No, not the game. This particular Monkey Island (‘Sarushima’ in Japanese) is located off the coast of Yokosuka near the mouth of Tokyo Bay, and during World War II served as an artillery battery and first point of defense of the Japanese homeland. After the war the anti-aircraft guns were removed, a ferry service began, the beach was opened to tourists, and walking trails were prepared around the various defensive bunkers carved into the rock. Now it’s a great spot for a BBQ and some sun-bathing.
Long walkway troughs cut through the jungle and rock.
SY put this trip together, booking the BBQ several months in advance. It’s generally necessary to book two or three months ahead due to popularity. Some of her friends came along, as did my old buddy Mike, now back in Canada. It was one of our last haikyo adventures together- though the ‘hai’ part of that was not really true, as there were lots of people knocking around. ’Hai’ ? means abandoned, btw. ‘kyo’ ? means empty space.
We had a great BBQ, sausages, yakiniku (Korean BBQ style) meat, and of course beer. A family with some serious gear beside us opened up a freeze box to reveal a huge ostrich egg. Wow. With great care they cracked it over a big wok and fried up one massive omelette. That was neat.
Then we went to explore. I didn’t expect anything much beyond some fenced-off entrances into long-empty bunkers and empty platforms where gun turrets had once stood, and that’s what I got. Still, it was interesting. To boot there were some cos-players knocking around, but as usual they were extremely shy of cameras not their own.
Thanks SY for booking the BBQ!
Chimney of an old power source?
One of many sealed-off bunkers.
This one was a powder magazine.
Another, this one not so severely fenced off. I did a brief explore inside, but there was nothing to remark on, just a dark dank space.
Steps that look like ‘The Ruins’ movie.
More large bunkers.
More modern tunnel ahead. SY and Kumi in the middle distance.
Nice tunnel, seems to glow.
Mike strides purposefully from tunnel to tunnel.
Cos-players eye me dubiously. Seconds later they break formation and face the wall. Why so shy?
LOST brick bunker.
Open-air tunnel cut through rock.
Down to old gun-turret base. Nothing to see though.
Except these caves.
I found a flue heading up out of a tunnel and shot upwards. I guess there might have been a ladder in here once.
And now, farewell ye Monkey Island!
See a curation of world ruins in the ruins gallery.
See my collection of Japanese ruins (haikyo) in the galleries:[album id=4 template=compact]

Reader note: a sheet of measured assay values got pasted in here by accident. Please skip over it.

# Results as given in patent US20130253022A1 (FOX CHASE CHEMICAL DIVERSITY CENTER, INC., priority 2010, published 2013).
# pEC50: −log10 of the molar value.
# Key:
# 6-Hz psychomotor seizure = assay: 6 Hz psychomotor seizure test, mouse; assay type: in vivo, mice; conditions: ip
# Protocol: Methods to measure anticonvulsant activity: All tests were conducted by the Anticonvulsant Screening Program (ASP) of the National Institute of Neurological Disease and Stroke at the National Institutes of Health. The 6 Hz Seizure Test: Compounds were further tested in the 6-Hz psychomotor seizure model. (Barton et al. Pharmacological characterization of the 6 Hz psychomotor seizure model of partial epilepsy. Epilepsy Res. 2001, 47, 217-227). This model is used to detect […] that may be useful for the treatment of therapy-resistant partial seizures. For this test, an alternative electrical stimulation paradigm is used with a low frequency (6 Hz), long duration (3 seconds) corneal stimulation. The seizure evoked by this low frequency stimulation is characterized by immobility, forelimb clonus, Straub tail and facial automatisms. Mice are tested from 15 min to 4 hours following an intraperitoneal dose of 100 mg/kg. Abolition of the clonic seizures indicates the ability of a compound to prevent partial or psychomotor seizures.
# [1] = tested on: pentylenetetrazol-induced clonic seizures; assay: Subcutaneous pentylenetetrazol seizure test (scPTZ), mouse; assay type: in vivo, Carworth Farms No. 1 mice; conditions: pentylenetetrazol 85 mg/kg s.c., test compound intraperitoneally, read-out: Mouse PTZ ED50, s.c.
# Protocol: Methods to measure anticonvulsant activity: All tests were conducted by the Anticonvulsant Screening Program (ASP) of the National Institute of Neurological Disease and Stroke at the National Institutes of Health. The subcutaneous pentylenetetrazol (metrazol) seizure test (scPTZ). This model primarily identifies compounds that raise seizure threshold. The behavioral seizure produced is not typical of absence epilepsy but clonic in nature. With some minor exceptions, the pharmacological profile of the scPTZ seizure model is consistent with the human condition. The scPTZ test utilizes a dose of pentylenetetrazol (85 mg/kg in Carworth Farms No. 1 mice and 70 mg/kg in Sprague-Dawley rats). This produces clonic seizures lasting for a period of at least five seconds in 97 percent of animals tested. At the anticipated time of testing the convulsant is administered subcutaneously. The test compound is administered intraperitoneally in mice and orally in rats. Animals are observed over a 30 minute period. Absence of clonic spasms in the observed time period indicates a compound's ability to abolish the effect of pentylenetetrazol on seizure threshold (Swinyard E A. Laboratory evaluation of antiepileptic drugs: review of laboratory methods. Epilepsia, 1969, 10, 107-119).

I’ve been meaning to get to Sarujima, but not had time. Didn’t know you need to book so far in advance, as I thought you could just hop on a ferry. The skin diving is supposed to be nice around there – did you get in the water?
Hey Curt, you don’t need to book ahead just to go there, though arriving early is a good idea in peak time. The line for the ferry when we went was very long- we basically jumped to the front or we might not have made it, though we excused that by the fact that we HAD been waiting for some 20 minutes already, only in the wrong place… 🙁
It’s only to rent a BBQ, chairs, tables, etc.., that you need to book in advance.
Oddly enough, none of us even went in the water.
Jump in front of the queue is bad manners in every country, my friend.
Ah, you scallyway MJG. You know how much I love Monkey Island (the game) :p. This should be on my site! Looks like a nice spot to visit one day :).
I thought it might catch your eye. As for it being on your site, well, I’m sure we could come to some arrangement… feel like swapping for your Gunkanjima coverage? 😉
Hi Im traveling to Japan from Australia for a week next week, and I do Urbex as it’s called here. Anyways would love some information as to where I can go and have a look around the Tokyo area.
It was quite fun. I didn’t know you took the photo from behind. cute xx
Ha ha, yes, I took many photos with you guys in the frame! Though the light there was a bit weird- all that green and shadow I think made many of the photos weak.
It indeed looks pretty similar to Tomogashima off the coast of Wakayama. If you really enjoyed Sarujima you should put it on your Kansai to do list – unless you are coming in July, then Tomogashima is nothing but a hot, humid nightmare…
Yeah, Tomogashima, I think they must be very similar. Sarushima was fun for what it was, a BBQ with a bit of gentle haikyoing, but I wouldn’t go out of my way to do something similar again.
Used to go there in the 50s. A lot of monkeys back then. Guess they were moved or died off. They used to sell nuts to feed them.